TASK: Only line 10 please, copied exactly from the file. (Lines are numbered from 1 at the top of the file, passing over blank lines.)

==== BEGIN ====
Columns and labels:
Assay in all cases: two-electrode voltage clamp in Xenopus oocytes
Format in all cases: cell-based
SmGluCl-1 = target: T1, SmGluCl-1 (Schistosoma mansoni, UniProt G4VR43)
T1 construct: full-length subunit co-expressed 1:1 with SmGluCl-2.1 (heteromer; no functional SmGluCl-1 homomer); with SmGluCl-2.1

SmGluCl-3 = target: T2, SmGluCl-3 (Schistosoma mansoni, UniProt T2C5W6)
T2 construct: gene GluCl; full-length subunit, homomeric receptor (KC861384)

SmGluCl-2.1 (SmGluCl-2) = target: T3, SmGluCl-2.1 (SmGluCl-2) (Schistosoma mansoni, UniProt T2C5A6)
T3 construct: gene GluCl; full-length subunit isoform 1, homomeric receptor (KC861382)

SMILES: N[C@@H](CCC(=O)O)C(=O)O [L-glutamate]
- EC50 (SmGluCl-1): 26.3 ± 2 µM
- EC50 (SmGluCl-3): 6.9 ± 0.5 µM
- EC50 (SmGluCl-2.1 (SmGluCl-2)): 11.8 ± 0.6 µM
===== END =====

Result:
SMILES: N[C@@H](CCC(=O)O)C(=O)O [L-glutamate]